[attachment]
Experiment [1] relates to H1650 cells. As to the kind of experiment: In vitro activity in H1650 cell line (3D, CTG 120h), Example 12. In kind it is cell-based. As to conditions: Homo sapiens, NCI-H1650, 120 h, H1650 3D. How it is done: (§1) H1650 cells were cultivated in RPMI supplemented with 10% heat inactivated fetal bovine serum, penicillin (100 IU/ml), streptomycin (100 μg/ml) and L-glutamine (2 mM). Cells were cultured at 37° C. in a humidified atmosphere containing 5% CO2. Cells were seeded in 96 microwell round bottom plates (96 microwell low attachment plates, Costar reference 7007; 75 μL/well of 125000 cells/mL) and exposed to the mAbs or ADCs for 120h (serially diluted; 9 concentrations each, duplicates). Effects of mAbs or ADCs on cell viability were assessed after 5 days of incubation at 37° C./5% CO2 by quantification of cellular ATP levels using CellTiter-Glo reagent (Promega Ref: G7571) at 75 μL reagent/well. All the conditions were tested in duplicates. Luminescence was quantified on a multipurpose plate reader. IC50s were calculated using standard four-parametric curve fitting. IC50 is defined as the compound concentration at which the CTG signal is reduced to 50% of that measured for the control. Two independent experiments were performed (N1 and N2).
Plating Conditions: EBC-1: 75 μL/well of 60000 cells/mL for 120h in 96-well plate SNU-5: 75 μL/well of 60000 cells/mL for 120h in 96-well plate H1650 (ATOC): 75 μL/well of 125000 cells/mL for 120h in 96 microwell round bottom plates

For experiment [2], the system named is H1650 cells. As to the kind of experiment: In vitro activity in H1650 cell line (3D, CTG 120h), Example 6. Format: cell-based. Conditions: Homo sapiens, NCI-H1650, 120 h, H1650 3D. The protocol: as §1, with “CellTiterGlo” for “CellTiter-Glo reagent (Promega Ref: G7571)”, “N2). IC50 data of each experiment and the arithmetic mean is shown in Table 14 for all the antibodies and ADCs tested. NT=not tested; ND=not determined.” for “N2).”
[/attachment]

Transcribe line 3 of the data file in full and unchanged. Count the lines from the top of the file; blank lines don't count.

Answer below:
For experiment [2], the system named is H1650 cells. As to the kind of experiment: In vitro activity in H1650 cell line (3D, CTG 120h), Example 6. Format: cell-based. Conditions: Homo sapiens, NCI-H1650, 120 h, H1650 3D. The protocol: as §1, with “CellTiterGlo” for “CellTiter-Glo reagent (Promega Ref: G7571)”, “N2). IC50 data of each experiment and the arithmetic mean is shown in Table 14 for all the antibodies and ADCs tested. NT=not tested; ND=not determined.” for “N2).”